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Of Maize and Mutants

A visit with Karen Cone, Professor of Biological Sciences

By LuAnne Roth
Published: - Topics: genetics plant genetics maize epigenetics tassel
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Doing maize genetics, according to one geneticist, is “really cool.” It is exactly this kind of enthusiasm that fuels Karen Cone, Professor of Biological Sciences at MU, who specializes in plant genetics. Asked to summarize what researchers in her field actually do, Cone laughs and responds, “Geneticists make mutants…a geneticist learns about the way something works in real life by screwing it up, trying to figure out what’s wrong with the mutant, and then inferring what is normal when the mutant isn’t there.” The mutants that Cone makes involve corn and purple pigmentation.

“Why study maize?” I ask Cone, to which she replies: “Maize is considered to be a model genetic organism because what we learn in this organism is translatable to others.” Because it is a plant, she explains, there is the added advantage of seeds that can go dormant, then be stored for years until one wants to run make some additional crosses with them. Maize has other positive attributes as well; for example, it has separate male and female parts, and every kernel is a baby. With just one cross producing 300 to 800 progeny on each ear, Cone finds maize to be an ideal organism with which to do genetic research.

One of Cone’s earlier research projects on corn genetics was the Maize Mapping Project. Funded by the National Science Foundation as part of the Plant Genome Research Program, this project involved a collaboration of investigators at MU, the University of Arizona, and the University of Georgia. Of the four-year effort that was completed in 2002, Cone explains that “our goal was to make a map of the maize genome.” Using molecular methods and a genetic population tailored specifically for the project, Cone’s research team set about placing DNA "landmarks" onto the chromosomes: “When we finally finished the map, there were over 10,000 landmarks on it!”

Elaborating on this metaphor, Cone says, “I like to think of it as a road map. The chromosomes are like highways. The landmarks–DNA segments corresponding to genes–are like towns along the highway. For maize, the genetic map tells us the order of genes on each of the ten chromosomes–just like a road map tells you the order of towns along a highway. The next step is to pick apart the genes, sort of like you would go exploring a new town, to discover what is there. As a geneticist, my ultimate goal is to discover how genes function in the plant."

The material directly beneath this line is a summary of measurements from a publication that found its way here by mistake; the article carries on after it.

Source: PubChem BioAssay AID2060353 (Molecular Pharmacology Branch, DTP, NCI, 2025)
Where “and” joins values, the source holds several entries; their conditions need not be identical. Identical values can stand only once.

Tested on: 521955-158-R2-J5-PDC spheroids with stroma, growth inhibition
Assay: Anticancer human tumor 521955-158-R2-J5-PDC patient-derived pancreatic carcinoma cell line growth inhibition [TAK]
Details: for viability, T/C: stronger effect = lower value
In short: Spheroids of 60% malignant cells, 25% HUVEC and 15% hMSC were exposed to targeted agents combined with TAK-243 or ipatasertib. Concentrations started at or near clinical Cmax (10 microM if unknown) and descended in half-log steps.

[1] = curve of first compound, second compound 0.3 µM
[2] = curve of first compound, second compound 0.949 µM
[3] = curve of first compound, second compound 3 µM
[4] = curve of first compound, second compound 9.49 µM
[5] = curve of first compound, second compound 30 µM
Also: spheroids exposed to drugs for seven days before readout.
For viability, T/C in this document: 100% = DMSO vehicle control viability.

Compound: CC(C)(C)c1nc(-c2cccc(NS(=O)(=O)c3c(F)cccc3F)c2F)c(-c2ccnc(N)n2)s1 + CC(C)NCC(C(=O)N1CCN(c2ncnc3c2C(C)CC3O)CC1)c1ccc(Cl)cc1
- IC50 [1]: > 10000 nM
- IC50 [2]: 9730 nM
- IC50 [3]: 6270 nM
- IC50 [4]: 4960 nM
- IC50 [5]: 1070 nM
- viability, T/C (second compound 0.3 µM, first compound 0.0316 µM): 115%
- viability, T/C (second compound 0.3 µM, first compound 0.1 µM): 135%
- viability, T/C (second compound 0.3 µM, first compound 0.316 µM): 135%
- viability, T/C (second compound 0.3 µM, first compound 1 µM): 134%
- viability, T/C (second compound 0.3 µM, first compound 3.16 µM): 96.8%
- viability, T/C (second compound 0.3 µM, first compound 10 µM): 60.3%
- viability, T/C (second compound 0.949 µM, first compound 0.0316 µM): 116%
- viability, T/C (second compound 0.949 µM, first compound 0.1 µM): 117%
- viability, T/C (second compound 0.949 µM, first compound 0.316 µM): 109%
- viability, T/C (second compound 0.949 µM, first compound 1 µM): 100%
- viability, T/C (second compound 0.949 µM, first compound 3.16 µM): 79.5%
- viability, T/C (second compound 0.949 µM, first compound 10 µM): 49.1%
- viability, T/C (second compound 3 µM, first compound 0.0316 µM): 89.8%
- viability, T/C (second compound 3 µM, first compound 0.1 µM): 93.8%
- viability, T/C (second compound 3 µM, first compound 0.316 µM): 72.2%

More specifically, Cone seeks to understand a group of genes that function to package DNA into chromatin, “the complex of DNA and protein, which allows us as humans–or plants like corn–to pack a lot of DNA into the tiny nucleus of a cell.” The DNA duplex for both corn plants and humans is huge, explains Cone. “We have about the same size genome, about three billion base pairs, and it is really long. We pack about six feet of DNA into every cell,” which is only five microns across, she reports. Using a food analogy to illustrate the proportions, Cone suggests that if you took a box of spaghetti (448 pieces) and laid them end-to-end, human DNA would be the length of 600 boxes of the spaghetti (about 268,800 pieces). That is how much DNA would go into the tiny nucleus were it the size of a basketball.

“That’s a heck of a lot of DNA,” remarks Cone. How does all of it fit inside the nucleus? “We’re smart,” she observes, adding that “corn and humans do it the same way.” In fact, every organism with a nucleus packages its DNA the same way. Starting out with a little ball of proteins, the DNA is wrapped around the ball twice, creating a link, and then around another ball, continuing in this way until all of the balls of protein have been wrapped. Then all of the balls coil around and associate with one another, compacting even more. “Eventually,” Cone summarizes, “you can take those 600 boxes of spaghetti and fit them inside a basketball through this DNA packaging. Chromatin is this association of DNA and proteins that serves to pack this really long molecule into a very small space.” It is a sort of microscopic compression system.

Cone recounts that when she first began researching this process, her big question concerned how, with this DNA so tightly wrapped up, the genes manage to leave their sequestered space to get turned on. We have to be able to turn on genes at a particular place and time. Interested in the implications for this DNA packaging, she has been investigating how a gene gets turned on just when it needs to be. In order to figure out how DNA gets packaged into the nucleus of the corn plant, to take one example, Cone creates mutants of genes that she suspects might play a role. By “knocking out a gene” – ergo, disrupting its function – Cone can observe the result. For instance, if disrupting the function of a particular gene makes the corn plant flower later than usual, she can conclude that the gene's normal function is to control when flowering occurs.